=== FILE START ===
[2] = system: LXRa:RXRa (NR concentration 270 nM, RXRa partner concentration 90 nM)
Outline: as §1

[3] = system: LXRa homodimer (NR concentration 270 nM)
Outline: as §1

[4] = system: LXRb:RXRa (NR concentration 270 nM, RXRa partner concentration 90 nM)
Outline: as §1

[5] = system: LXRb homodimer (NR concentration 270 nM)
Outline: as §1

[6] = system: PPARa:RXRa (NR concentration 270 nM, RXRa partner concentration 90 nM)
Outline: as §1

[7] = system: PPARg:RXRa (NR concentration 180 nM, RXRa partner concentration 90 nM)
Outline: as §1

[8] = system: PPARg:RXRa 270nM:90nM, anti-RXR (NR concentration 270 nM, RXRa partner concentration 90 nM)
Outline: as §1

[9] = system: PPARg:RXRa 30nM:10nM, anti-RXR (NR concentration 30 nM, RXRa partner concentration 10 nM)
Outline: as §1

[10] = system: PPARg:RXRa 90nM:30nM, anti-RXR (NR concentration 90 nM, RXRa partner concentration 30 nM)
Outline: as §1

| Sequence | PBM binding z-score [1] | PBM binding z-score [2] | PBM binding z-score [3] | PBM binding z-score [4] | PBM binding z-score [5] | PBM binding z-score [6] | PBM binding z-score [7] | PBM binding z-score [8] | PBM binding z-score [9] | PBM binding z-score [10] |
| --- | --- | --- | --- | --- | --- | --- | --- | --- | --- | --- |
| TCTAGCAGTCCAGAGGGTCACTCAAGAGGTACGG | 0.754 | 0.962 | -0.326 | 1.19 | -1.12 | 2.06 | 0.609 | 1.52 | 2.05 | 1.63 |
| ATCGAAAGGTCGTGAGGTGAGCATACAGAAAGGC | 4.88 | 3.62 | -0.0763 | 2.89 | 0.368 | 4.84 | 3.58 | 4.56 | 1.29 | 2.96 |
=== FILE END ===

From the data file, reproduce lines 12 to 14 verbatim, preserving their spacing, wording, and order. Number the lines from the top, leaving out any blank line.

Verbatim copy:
Outline: as §1

[8] = system: PPARg:RXRa 270nM:90nM, anti-RXR (NR concentration 270 nM, RXRa partner concentration 90 nM)
Outline: as §1